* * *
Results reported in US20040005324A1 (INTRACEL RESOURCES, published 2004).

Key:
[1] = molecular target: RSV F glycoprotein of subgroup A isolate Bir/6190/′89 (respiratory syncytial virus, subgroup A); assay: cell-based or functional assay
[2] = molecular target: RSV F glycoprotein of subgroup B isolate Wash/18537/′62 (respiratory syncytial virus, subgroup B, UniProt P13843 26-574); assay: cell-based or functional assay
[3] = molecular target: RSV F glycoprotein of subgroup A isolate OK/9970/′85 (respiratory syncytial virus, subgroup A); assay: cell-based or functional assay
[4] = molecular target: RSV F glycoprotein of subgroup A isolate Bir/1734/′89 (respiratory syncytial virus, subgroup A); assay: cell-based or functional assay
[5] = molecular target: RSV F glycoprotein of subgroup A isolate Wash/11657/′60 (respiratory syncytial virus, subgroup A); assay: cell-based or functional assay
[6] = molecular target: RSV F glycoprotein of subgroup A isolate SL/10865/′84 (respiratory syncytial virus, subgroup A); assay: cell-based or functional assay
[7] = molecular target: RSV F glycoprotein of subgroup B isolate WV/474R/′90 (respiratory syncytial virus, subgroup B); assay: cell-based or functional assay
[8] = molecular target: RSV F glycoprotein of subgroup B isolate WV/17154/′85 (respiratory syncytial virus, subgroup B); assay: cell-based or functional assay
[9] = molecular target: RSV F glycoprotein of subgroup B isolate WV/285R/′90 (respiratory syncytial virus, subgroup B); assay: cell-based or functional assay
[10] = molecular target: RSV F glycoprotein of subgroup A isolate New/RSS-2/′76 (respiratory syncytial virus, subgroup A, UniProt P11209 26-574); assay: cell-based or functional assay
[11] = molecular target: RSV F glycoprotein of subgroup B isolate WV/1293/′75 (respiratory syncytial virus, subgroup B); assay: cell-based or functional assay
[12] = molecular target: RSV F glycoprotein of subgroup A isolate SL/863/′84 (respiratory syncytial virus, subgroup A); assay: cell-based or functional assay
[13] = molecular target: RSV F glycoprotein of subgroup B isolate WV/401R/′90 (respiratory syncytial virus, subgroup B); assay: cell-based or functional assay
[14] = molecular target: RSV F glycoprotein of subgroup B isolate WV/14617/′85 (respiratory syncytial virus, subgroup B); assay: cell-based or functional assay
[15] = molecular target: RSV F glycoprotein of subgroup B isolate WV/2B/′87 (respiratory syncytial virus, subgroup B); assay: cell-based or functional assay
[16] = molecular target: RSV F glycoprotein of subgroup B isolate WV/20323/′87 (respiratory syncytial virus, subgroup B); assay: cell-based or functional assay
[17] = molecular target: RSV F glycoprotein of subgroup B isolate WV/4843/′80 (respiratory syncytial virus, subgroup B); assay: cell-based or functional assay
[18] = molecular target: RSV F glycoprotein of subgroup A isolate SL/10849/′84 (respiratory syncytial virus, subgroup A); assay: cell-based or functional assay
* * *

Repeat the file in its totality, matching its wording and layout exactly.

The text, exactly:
Results reported in US20040005324A1 (INTRACEL RESOURCES, published 2004).

Key:
[1] = molecular target: RSV F glycoprotein of subgroup A isolate Bir/6190/′89 (respiratory syncytial virus, subgroup A); assay: cell-based or functional assay
[2] = molecular target: RSV F glycoprotein of subgroup B isolate Wash/18537/′62 (respiratory syncytial virus, subgroup B, UniProt P13843 26-574); assay: cell-based or functional assay
[3] = molecular target: RSV F glycoprotein of subgroup A isolate OK/9970/′85 (respiratory syncytial virus, subgroup A); assay: cell-based or functional assay
[4] = molecular target: RSV F glycoprotein of subgroup A isolate Bir/1734/′89 (respiratory syncytial virus, subgroup A); assay: cell-based or functional assay
[5] = molecular target: RSV F glycoprotein of subgroup A isolate Wash/11657/′60 (respiratory syncytial virus, subgroup A); assay: cell-based or functional assay
[6] = molecular target: RSV F glycoprotein of subgroup A isolate SL/10865/′84 (respiratory syncytial virus, subgroup A); assay: cell-based or functional assay
[7] = molecular target: RSV F glycoprotein of subgroup B isolate WV/474R/′90 (respiratory syncytial virus, subgroup B); assay: cell-based or functional assay
[8] = molecular target: RSV F glycoprotein of subgroup B isolate WV/17154/′85 (respiratory syncytial virus, subgroup B); assay: cell-based or functional assay
[9] = molecular target: RSV F glycoprotein of subgroup B isolate WV/285R/′90 (respiratory syncytial virus, subgroup B); assay: cell-based or functional assay
[10] = molecular target: RSV F glycoprotein of subgroup A isolate New/RSS-2/′76 (respiratory syncytial virus, subgroup A, UniProt P11209 26-574); assay: cell-based or functional assay
[11] = molecular target: RSV F glycoprotein of subgroup B isolate WV/1293/′75 (respiratory syncytial virus, subgroup B); assay: cell-based or functional assay
[12] = molecular target: RSV F glycoprotein of subgroup A isolate SL/863/′84 (respiratory syncytial virus, subgroup A); assay: cell-based or functional assay
[13] = molecular target: RSV F glycoprotein of subgroup B isolate WV/401R/′90 (respiratory syncytial virus, subgroup B); assay: cell-based or functional assay
[14] = molecular target: RSV F glycoprotein of subgroup B isolate WV/14617/′85 (respiratory syncytial virus, subgroup B); assay: cell-based or functional assay
[15] = molecular target: RSV F glycoprotein of subgroup B isolate WV/2B/′87 (respiratory syncytial virus, subgroup B); assay: cell-based or functional assay
[16] = molecular target: RSV F glycoprotein of subgroup B isolate WV/20323/′87 (respiratory syncytial virus, subgroup B); assay: cell-based or functional assay
[17] = molecular target: RSV F glycoprotein of subgroup B isolate WV/4843/′80 (respiratory syncytial virus, subgroup B); assay: cell-based or functional assay
[18] = molecular target: RSV F glycoprotein of subgroup A isolate SL/10849/′84 (respiratory syncytial virus, subgroup A); assay: cell-based or functional assay